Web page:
The Three-Cornered War: The Union, the Confederacy, and Native Peoples in the Fight for the West
“This volume fills a critical gap in the study of the American Civil War, narrating that it truly was a continental war with potential repercussions far beyond the Washington-Richmond corridor or the Mississippi River valley.”
A great deal of Civil War history has been written on the huge battles between Washington and Richmond in the Eastern Theater, or the struggle for the Mississippi River and its tributaries in the deep South. But the Civil War was truly a conflict that spanned the continent, and this noteworthy new book explores the mêlée carried out to secure the desert southwest, consisting of the Arizona and New Mexico Territories.
When the Civil War began, even as massive armies were being assembled to try and decide the fate of the war, smaller forces were being gathered to decide the outcome of a continent as the secessionist and pro-Union citizens in these territories made their allegiances known and appealed for help from their respective governments.
Both the Lincoln and Davis administrations recognized the long-term strategic importance of these territories as the gateway to the Union state of California and an eventual trans-continental railroad to a Pacific port that could provide a manifest destiny for either nation to begin closing in and settling the remaining territories as either free or slave states. The potential mineral wealth of gold and silver that might be mined offered an additional incentive to control these territories and the race to accumulate enough military power to conquer and hold these territories was on.
The author conducts the narration through the eyes of various participants, Union, Confederate, and Native American, to show the personal side to the conflict and how much a single individual could change the outcome of a series of events. Each of these individuals had their own motivations during the war, some noble, some more selfish, but all of them were swept up into events that often had more far reaching effects than they intended.
Throughout the active part of the fighting in the eastern part of New Mexico Territory neither side was particularly well equipped to conduct desert warfare, with its harsh terrain requiring an emphasis on logistics and planning, particularly as the small towns and cities in the territory became less militarily important than water sources and the numerous depots maintained by either the US or Confederate armies or the companies that operated the two overland mail and stage roads.
The Union Army did have the advantage of being mostly on the defensive and occupied a series of strategic forts and outposts that they were able to keep fairly well supplied. The Confederate Army lacked any real capability to sustain even a modest army in the field and suffered its greatest defeats not in battle, but when Union forces were able to destroy their supply columns or keep them from securing water sources.
The major military campaign was basically over by the end of 1862 with the battles of Apache Pass, Glorieta Pass, and Valverde offering some tactical victories for the Confederate forces, but long-term strategic victory for the Union when they were able to destroy the Confederate wagon trains and force them back into Texas. Many readers may be surprised to find that both Colorado and California made a substantial contribution of troops to the war effort and provided the critical manpower to finally drive the Texans completely out of the Arizona and New Mexico Territories and secure them for the Union.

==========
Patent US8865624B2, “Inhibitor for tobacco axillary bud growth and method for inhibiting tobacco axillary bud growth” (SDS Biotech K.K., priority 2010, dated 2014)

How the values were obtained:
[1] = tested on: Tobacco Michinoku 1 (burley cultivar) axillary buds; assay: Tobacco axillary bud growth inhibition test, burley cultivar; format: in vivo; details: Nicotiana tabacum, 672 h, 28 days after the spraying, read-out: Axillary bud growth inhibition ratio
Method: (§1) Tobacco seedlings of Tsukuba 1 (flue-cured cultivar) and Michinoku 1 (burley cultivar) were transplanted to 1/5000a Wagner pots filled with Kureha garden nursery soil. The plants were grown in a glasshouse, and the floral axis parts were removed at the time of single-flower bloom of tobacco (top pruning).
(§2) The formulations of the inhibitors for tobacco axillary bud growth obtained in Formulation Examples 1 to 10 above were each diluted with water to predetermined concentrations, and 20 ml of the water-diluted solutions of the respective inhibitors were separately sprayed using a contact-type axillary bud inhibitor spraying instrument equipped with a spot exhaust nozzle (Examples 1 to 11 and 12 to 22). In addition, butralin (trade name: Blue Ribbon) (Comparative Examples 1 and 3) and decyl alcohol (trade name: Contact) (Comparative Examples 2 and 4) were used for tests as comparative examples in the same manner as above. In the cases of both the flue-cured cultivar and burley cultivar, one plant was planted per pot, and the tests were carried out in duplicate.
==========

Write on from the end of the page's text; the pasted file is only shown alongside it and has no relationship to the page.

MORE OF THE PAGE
But once the Union forces seemed to be victorious, the second and more bitter war began between the Union Army, Mexican settlers just across the border, and the various Native American tribes such as the Apaches and Navajos opposing the encroachment of mining camps and forts in the wake of Abraham Lincoln’s signature Homestead Act designed to open up the western territories to settlement.
The Army fought what today might be considered a counter-insurgency campaign, seeking to put the various tribes off their land and into reservations so they could be ‘civilized’ and their land given over to settlers and miners. The tribes, being much more familiar with the terrain and the location of precious water and grazing locations, were often able to elude the Army unless they wished to give battle.
The Army finally developed what today would be called an attritional “scorched earth” strategy, destroying native crop fields to essentially starve the tribes into submission. In this they were only partially successful, with many tribes continuing to evade US government control for another 30–40 years. The author continues the narration until the later 1860s to show how the various participants were affected by the end of the war and the post war expansion into the west, including the development of railroads, mining towns and cattle ranches.
This volume fills a critical gap in the study of the American Civil War, narrating that it truly was a continental war with potential repercussions far beyond the Washington-Richmond corridor or the Mississippi River valley. For students wanting to explore this largely forgotten theater, it is highly recommended.